The resident delegate will tour recipient hospitals, share medical knowledge in an in-country symposium, provide pharmaceutical update training on medicine delivered to the country, meet government officials and business leaders, and participate in a special children's project at local orphanages.
The scholarship recipient will be asked to make a presentation about his or her experiences during the AAFP's 2012 National Conference of Family Medicine Residents and Medical Students.
Application details are available online. Applications are due Aug. 5.
A new HHS report outlines goals for the department to reduce health disparities among racial and ethnic minorities and strategies to meet those goals.
According to HHS Action Plan to Reduce Racial and Ethnic Health Disparities(minorityhealth.hhs.gov), goals include reducing disparities in health insurance coverage, addressing the critical shortage of primary care physicians, increasing the availability of community-based programs, increasing data reported on racial and ethnic minorities, and streamlining grant administration for health disparities funding.
HHS also has released the National Stakeholder Strategy for Achieving Health Equity(minorityhealth.hhs.gov), which presents a community-driven set of goals and objectives for public and private sector initiatives.
Ortho-McNeil Neurologics is recalling two lots of topiramate, the anticonvulsant medication marketed as Topamax, because of consumer reports of an uncharacteristic odor thought to be caused by trace amounts of 2,4,6 tribromoanisole, or TBA.
TBA is a byproduct of a chemical preservative applied to wooden pallets. Ortho-McNeil Neurologics, a division of Ortho-McNeil-Janssen Pharmaceuticals Inc., said in an April 14 news release that it instituted procedures in January to reduce the potential of TBA contamination, including requiring suppliers to verify that they do not use pallets made from chemically treated wood. The two recalled lots of 100-mg tablets -- 0KG110 and 0LG222 -- were shipped in the fourth quarter of 2010, before those changes were implemented.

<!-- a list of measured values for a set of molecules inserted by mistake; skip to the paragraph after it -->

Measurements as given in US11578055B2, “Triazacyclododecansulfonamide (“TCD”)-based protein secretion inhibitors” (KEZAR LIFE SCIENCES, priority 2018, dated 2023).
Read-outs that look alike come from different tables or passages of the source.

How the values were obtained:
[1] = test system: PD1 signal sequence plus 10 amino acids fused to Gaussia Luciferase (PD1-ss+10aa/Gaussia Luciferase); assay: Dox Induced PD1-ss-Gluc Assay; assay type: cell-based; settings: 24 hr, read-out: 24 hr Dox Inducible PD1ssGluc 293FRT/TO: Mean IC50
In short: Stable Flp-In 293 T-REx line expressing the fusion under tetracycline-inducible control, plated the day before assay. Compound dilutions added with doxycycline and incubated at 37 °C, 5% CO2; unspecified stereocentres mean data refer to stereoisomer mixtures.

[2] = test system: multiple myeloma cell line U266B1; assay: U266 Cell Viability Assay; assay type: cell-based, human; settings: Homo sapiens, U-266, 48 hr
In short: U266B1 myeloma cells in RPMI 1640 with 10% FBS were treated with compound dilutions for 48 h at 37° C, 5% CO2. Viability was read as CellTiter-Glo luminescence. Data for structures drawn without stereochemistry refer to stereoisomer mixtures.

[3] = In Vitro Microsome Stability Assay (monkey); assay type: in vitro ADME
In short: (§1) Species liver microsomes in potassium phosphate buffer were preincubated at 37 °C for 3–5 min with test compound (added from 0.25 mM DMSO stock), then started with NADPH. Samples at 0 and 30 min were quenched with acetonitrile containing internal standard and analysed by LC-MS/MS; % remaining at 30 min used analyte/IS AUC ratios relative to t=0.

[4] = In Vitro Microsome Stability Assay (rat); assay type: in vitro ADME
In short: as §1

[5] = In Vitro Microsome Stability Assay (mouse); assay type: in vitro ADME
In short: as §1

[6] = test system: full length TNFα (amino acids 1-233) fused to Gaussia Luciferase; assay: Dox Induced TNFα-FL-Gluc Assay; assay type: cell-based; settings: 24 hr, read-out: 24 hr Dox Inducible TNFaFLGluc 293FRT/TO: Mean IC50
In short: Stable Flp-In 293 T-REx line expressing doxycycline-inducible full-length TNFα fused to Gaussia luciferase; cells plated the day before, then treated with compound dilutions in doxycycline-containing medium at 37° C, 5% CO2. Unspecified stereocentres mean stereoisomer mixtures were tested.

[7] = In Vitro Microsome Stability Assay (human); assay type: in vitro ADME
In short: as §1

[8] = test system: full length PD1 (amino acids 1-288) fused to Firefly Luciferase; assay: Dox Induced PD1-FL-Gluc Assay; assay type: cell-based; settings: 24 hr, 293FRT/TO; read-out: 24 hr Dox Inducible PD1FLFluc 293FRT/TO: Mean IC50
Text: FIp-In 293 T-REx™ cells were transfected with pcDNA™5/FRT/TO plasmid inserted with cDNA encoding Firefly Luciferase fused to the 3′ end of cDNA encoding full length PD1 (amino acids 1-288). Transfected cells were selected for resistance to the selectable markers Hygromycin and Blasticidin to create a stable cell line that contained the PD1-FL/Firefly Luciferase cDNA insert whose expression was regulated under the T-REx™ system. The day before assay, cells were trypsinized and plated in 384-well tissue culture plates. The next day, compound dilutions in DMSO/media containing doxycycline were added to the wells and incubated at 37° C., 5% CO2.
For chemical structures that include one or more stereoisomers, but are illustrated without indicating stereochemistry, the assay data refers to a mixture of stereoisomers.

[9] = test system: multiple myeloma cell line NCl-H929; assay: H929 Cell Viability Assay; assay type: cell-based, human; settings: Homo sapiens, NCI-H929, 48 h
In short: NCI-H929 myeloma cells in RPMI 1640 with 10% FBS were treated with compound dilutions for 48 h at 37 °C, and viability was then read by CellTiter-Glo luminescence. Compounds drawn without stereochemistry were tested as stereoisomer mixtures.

The manufacturer said no serious adverse events caused by the presence of TBA have been reported. Patients taking topiramate who experience an uncharacteristic odor associated with their medication should return the tablets to their pharmacist. Patients and physicians with questions may contact Ortho McNeil Neurologics at (866) 536-4398.
The FDA continues to receive reports of hepatosplenic T-cell lymphoma, or HSTCL, primarily in adolescents and young adults being treated for Crohn's disease and ulcerative colitis with tumor necrosis factor, or TNF, blockers, as well as with azathioprine and/or mercaptopurine.
In a safety announcement(www.fda.gov) released April 14, the FDA said the majority of HSTCL cases reported were in patients being treated for Crohn's disease or ulcerative colitis, but also included a patient being treated for psoriasis and two patients being treated for rheumatoid arthritis.
In 2009, the FDA required manufacturers of TNF blockers to update boxed warnings in the drugs' prescribing information because of an increased cancer risk in children and adolescents who use the drugs to treat immune system diseases. The agency also required manufacturers to strengthen their products' package label warnings in 2008 to highlight potential risks for opportunistic fungal infections.
The FDA said in its safety announcement that the risks and benefits of using TNF blockers, azathioprine, and/or mercaptopurine should be carefully weighed and discussed with patients and caregivers when prescribing the drugs to children and young adults, especially for the treatment of Crohn's disease and ulcerative colitis. The agency also issued the following advice for physicians:
- Educate patients and caregivers about the signs and symptoms of malignancies, such as HSTCL, so that they are aware of and can seek evaluation and treatment of symptoms, including splenomegaly, hepatomegaly, abdominal pain, persistent fever, night sweats, and weight loss.
- Monitor for the emergence of malignancies when a patient has been treated with TNF blockers, azathioprine, and/or mercaptopurine.
- Know that people with rheumatoid arthritis, Crohn's disease, ankylosing spondylitis, psoriatic arthritis and plaque psoriasis may be more likely to develop lymphoma than the general population. Therefore, it may be difficult to measure the added risk of TNF blockers, azathioprine, and/or mercaptopurine.
- Report adverse events involving TNF blockers, azathioprine and/or mercaptopurine to the FDA's MedWatch program(www.fda.gov).